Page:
Near-infrared integral-field spectroscopy of violent starburst environments


Richard de Grijs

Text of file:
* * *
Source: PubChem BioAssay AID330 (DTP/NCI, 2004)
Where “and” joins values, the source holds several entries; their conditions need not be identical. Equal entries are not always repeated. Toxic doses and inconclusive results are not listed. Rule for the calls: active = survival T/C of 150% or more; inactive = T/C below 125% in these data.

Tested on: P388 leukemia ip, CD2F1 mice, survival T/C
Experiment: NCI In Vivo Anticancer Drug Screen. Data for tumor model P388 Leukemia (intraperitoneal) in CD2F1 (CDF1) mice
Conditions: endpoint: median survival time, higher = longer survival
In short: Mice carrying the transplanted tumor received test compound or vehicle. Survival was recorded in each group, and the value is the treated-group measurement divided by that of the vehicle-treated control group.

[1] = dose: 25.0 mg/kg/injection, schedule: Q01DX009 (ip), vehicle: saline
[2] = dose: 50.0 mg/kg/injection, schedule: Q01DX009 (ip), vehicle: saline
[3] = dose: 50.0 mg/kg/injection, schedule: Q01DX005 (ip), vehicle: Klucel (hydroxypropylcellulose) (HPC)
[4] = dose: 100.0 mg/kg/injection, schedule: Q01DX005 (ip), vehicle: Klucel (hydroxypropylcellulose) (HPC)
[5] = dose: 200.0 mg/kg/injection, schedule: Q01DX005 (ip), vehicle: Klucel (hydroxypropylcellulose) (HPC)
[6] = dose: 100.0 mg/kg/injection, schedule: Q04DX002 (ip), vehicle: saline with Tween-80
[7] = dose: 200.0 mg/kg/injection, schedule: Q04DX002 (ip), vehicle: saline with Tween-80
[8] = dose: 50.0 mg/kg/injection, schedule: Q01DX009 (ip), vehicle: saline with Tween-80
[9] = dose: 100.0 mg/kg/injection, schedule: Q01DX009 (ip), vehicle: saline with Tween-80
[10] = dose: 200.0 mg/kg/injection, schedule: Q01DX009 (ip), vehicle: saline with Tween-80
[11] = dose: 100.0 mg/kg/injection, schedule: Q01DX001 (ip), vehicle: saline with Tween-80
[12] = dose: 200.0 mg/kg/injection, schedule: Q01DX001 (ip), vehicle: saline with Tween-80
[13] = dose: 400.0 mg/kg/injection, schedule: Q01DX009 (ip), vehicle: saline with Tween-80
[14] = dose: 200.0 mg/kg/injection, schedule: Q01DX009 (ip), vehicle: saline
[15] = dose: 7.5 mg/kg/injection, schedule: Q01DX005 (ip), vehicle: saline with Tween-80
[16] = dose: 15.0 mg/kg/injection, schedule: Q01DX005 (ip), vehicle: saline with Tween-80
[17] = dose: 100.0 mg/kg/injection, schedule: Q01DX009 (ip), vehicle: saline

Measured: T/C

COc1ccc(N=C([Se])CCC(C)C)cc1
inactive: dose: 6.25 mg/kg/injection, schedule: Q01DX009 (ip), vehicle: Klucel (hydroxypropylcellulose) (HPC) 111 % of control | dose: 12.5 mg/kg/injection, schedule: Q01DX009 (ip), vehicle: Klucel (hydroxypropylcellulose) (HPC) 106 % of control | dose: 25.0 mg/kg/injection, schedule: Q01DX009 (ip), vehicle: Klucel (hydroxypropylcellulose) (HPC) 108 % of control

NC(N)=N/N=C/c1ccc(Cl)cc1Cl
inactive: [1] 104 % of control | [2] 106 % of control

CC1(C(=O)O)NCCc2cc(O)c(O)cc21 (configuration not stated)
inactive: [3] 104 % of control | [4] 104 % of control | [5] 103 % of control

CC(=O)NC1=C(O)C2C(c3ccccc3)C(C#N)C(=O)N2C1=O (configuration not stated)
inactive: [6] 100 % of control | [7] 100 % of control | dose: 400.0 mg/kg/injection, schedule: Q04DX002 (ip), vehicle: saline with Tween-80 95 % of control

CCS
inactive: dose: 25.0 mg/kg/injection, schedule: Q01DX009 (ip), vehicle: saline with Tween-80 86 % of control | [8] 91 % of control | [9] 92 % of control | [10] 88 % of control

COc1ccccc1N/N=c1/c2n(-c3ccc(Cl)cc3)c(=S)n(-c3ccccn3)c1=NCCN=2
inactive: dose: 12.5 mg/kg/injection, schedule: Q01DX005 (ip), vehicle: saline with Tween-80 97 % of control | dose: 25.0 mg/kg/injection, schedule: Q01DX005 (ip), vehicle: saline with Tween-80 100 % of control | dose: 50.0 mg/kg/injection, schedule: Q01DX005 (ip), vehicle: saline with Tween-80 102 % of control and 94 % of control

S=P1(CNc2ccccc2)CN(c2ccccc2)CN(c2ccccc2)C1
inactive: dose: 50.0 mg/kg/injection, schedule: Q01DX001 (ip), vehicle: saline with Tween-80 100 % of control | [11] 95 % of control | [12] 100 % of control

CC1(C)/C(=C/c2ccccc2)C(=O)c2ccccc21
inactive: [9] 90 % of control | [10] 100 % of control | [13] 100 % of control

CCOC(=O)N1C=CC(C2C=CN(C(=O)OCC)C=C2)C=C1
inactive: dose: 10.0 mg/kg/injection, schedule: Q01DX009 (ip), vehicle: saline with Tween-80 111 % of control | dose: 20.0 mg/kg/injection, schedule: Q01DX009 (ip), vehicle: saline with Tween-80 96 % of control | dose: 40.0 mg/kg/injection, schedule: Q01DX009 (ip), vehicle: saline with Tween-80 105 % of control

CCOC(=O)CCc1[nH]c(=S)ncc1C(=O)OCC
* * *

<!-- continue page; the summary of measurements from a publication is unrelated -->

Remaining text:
Near-infrared (NIR) integral-field spectroscopy (IFS) of violent starburst environments at high spatial resolution has the potential to revolutionise our ideas regarding the local interactions between the newly-formed massive stars and the interstellar medium of their host galaxies. To illustrate this point, I will present our NIR IFS analysis of the central starburst region of NGC 1140, obtained with CIRPASS on Gemini-South, and planned GNIRS observations of the same system. While strong [Fe II] emission, thought to originate in the thermal shocks associated with supernova remnants, is found throughout the galaxy, higher-order Brackett emission is predominantly associated with the northern starburst region. The Brackett lines originate from recombination processes occurring on smaller scales in (young) HII regions. The time-scale associated with strong [Fe II] line emission implies that most of the recent star-formation activity in NGC 1140 was induced in the past ~(35-55) Myr. Based on the spatial distributions of the [Fe II] versus Brackett line emission, we conclude that a galaxy-wide starburst was induced several tens of Myr ago, with more recent starburst activity concentrated around the northern starburst region. This scenario is confirmed by our analysis of the spectral energy distributions of the compact, young massive star clusters (YMCs) detected in new and archival broad-band Hubble Space Telescope images. Our photometric mass estimates of the NGC 1140 YMCs, likely upper limits, are comparable to those of the highest-mass Galactic globular clusters and to spectroscopically confirmed masses of (compact) YMCs in other starburst galaxies. Our detection of similarly massive YMCs in NGC 1140 supports the scenario that such objects form preferentially in the extreme environments of interacting and starburst galaxies. I will argue that IFS at higher spatial resolution would allow us trace (i) the massive outflows ("superwinds") expected to originate in the dense YMCs, and (ii) their impact on the galaxy's ISM.